How I do condense 9 amazing days into something short enough to keep your attention??? Sometimes I write on my blog as a means of journaling and having something to reflect back on later in life. For this trip, I journaled in my actual journal each day while I was gone. Let me try to capture a few things that I learned about myself, about God, about missions in general and about life in a foreign country:
There is no doubt that I like to know what's going on and what the schedule will be. It wasn't so much a control issue. Our last afternoon was spent in Mexico City. I knew the shops closed at 6pm and was eagerly awaiting the opportunity to get off the bus. After 6pm, I had no clue what was next. I'd heard that the Pastor had a surprise for us. Later, after walking, travelling by subway, then by bus, and then walking a long while more, I asked where we were going. It was closing in on 8pm and we hadn't eaten; my feet were tired and my belly was hungry. From the time we left the shops until the time we arrived at our suprise meal place (they thought we wanted American food our last day... how sweet), there was no communication about what was going on. I enjoyed the adventure but would have done so well if I knew up front that we were meeting after 8pm for supper with the Pastor.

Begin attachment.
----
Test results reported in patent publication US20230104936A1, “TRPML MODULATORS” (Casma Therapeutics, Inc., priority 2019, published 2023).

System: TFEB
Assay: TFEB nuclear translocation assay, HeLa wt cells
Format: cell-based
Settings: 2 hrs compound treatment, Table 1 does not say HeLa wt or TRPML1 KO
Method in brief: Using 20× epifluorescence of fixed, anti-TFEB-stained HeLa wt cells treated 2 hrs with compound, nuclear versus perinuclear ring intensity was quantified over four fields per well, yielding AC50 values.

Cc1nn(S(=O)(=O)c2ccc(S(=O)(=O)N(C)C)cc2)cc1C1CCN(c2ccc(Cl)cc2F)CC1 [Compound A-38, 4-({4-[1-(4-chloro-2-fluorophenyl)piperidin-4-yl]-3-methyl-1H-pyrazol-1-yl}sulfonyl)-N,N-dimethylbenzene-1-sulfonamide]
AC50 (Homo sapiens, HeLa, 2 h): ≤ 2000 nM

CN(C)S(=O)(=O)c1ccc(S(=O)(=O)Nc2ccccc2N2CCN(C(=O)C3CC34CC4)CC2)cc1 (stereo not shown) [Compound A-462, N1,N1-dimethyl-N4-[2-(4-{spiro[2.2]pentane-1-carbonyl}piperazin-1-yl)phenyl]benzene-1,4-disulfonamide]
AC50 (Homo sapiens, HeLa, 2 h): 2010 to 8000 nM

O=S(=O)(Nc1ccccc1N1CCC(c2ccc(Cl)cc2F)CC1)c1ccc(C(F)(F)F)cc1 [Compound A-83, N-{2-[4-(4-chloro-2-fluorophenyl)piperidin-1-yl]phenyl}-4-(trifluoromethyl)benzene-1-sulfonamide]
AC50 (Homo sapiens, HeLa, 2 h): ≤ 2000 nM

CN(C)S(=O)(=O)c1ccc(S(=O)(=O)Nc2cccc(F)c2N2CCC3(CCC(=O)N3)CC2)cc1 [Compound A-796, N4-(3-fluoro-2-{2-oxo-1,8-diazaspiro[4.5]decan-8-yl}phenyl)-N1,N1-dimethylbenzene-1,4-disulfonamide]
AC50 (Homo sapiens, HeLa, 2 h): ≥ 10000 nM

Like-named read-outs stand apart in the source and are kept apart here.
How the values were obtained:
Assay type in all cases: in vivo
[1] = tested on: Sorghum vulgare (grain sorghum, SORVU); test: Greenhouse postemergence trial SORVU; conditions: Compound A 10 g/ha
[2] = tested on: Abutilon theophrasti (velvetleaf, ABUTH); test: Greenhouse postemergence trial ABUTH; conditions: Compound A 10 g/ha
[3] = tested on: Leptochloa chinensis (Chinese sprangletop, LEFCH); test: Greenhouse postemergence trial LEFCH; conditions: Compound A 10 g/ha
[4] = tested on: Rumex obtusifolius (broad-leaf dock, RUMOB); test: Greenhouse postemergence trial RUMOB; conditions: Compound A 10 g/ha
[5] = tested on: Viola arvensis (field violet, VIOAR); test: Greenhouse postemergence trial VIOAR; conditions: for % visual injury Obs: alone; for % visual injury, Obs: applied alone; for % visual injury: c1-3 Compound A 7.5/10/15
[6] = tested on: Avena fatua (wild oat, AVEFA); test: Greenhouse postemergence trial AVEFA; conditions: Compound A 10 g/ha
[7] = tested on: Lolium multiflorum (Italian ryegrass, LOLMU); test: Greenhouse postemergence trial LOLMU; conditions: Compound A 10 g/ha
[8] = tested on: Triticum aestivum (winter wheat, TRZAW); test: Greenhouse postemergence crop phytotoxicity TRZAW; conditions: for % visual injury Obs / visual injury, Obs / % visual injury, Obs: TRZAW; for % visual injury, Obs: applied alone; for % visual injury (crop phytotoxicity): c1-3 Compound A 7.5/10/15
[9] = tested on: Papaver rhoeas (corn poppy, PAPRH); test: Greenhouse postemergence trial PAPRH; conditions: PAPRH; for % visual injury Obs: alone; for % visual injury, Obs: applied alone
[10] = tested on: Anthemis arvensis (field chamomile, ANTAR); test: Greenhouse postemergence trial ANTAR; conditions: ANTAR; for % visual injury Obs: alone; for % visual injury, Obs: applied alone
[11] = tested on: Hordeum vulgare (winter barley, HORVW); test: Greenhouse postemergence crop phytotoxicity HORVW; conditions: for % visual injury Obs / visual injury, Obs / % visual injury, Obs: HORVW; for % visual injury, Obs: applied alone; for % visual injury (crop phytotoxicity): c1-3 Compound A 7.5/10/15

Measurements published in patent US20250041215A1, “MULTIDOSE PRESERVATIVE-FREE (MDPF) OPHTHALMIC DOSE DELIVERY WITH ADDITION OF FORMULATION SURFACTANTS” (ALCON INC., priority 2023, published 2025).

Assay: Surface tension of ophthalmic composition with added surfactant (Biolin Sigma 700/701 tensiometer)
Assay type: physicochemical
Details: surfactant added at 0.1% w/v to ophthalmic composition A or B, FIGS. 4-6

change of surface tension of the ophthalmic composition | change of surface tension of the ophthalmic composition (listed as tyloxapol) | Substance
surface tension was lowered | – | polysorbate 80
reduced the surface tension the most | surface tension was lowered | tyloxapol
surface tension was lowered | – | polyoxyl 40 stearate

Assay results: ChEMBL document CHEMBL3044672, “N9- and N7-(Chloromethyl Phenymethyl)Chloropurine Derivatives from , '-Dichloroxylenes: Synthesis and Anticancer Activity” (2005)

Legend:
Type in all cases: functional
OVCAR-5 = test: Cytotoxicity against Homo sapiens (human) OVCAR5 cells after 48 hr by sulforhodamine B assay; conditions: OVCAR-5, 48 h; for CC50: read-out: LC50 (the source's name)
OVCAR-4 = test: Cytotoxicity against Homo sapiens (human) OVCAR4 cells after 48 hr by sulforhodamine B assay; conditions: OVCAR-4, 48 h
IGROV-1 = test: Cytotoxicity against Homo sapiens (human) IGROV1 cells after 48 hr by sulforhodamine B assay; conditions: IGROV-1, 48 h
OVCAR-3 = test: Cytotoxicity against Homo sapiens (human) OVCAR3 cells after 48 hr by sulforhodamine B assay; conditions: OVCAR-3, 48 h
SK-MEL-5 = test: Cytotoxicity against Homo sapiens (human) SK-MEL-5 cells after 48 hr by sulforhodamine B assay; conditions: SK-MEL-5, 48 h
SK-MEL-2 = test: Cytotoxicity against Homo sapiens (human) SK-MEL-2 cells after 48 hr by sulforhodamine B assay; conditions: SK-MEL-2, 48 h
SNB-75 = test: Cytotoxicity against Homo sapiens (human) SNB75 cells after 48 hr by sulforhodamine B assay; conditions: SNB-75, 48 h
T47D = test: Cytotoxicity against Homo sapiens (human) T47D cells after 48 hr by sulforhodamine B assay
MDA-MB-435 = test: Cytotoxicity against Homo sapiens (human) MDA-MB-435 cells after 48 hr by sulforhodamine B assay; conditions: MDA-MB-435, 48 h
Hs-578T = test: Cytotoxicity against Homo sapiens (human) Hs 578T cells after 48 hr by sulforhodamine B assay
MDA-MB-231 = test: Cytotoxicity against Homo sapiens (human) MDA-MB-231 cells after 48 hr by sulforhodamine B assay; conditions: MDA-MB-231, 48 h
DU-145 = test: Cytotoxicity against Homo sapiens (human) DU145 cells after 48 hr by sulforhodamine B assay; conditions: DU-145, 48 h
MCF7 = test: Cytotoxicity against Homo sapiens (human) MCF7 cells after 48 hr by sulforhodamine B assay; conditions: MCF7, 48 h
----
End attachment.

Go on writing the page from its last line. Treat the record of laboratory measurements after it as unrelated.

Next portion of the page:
Having a schedule helps keep me sane but so does quiet time with God. This is a constant struggle of mine as I wear many hats. I typically get 3 decent quiet times each week (when Ryan leaves to work out in the morning) and then some sporadic prayer and quiet time in between. Prioritizing time with God was awesome and I realized how much I'm missing... how much I'm cheating myself. Reading through 1 Thessalonians was a perfect fit for the week and I'm treasuring that still.
I continued to learn that I need to constantly check my attitude and also need to constantly be thinking about how I'm portraying Christ. Both of these came as reminders from Isaac when he'd playfully tell me that I needed Jesus or that I need to change my attitude.